A subgroup is a group of units that are created under the same set of conditions. Subgroups (or rational subgroups) represent a "snapshot" of the process. Therefore, the measurements within a subgroup must be taken close together in time but still be independent of each other.

For example, a die cut machine produces 100 plastic parts per hour. The quality engineer measures five randomly selected parts every hour. Each sample of five parts is a subgroup.

Choose subgroups so that differences between measurements within the same subgroup are small and so that you can detect differences between subgroups. For initial process studies, subgroups of 4 or 5 units that are collected every hour or so are common. As the process demonstrates stability (or as improvements are made), you can decrease the subgroup size and frequency.

Collect subgroups for a duration that is long enough to ensure that major sources of variation have the chance to occur. Usually, 100 observations or more (for example 25 subgroups with 4 observations each) is enough.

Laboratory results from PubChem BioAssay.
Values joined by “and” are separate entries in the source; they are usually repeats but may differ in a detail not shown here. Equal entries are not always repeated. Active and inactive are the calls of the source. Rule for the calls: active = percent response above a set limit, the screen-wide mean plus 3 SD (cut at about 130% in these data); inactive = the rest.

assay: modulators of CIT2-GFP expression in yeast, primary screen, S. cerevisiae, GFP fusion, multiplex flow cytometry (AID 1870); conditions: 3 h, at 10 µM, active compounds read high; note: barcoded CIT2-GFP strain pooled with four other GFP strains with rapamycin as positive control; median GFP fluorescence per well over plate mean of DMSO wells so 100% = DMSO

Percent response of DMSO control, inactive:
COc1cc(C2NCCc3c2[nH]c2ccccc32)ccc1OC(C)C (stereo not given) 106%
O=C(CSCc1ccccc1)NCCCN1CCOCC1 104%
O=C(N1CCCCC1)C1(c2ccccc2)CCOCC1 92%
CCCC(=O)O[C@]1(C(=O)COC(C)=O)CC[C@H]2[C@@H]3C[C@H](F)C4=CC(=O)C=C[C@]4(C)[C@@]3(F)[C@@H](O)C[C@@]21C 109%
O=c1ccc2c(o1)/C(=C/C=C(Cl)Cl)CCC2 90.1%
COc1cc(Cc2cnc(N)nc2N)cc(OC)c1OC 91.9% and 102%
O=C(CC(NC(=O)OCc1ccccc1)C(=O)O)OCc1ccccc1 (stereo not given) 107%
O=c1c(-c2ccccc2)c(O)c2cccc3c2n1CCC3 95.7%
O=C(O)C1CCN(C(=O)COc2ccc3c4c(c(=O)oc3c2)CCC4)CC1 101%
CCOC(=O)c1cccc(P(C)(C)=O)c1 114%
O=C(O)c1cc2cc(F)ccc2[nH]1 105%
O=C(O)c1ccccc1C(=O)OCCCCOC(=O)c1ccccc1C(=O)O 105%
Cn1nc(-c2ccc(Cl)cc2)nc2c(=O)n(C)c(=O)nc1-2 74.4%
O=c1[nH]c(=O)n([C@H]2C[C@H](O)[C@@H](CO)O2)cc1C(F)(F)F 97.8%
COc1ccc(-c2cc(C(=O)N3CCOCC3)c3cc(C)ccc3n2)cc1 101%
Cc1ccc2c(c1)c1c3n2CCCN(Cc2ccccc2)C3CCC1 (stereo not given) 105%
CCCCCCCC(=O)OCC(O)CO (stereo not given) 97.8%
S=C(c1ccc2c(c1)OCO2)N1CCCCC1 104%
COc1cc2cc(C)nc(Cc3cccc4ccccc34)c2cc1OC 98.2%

Usually, industry prefers small, frequent samples to signal a process shift before too much defective product is made.

A large total number of observations is clearly advantageous because you can learn more about process performance. However, a large subgroup size is not necessarily better. You have to consider the period of time in which these large numbers of observations are obtained. For example, if you choose the subgroup size as all the measurements taken on one day, any changes within a day might average each other out and remain undetected. The size of each subgroup should represent information about the inherent variation of the process (also called common-cause variation). If you know that few changes occur within a certain time interval, collect the subgroup data during that time period.

When collecting samples to learn about a process, it is usually best to combine the samples into subgroups.

When grouping is not appropriate, then a subgroup size of one provides a method for evaluating the process. Samples that cannot logically be grouped together are good candidates for individuals (I) and moving range (MR) charts.

The following are examples of conditions that make using subgroups unfeasible or undesirable:

- Each sample is uniquely identified with a specific period of time.
- Each sample represents one distinct batch.
- There are long time intervals between each sample.
- Sampling or testing is destructive and/or expensive.
- Output is continuous and homogenous.
- There is a long cycle time for production.
- The measurements that you would combine in a subgroup are not necessarily related in time (for example, business data such as time to complete a contract or time to answer a question).